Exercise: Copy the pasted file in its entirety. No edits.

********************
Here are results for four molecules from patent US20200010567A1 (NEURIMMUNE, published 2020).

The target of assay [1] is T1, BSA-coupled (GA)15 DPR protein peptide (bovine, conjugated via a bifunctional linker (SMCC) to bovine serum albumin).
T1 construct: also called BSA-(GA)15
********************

Here are results for four molecules from patent US20200010567A1 (NEURIMMUNE, published 2020).

The target of assay [1] is T1, BSA-coupled (GA)15 DPR protein peptide (bovine, conjugated via a bifunctional linker (SMCC) to bovine serum albumin).
T1 construct: also called BSA-(GA)15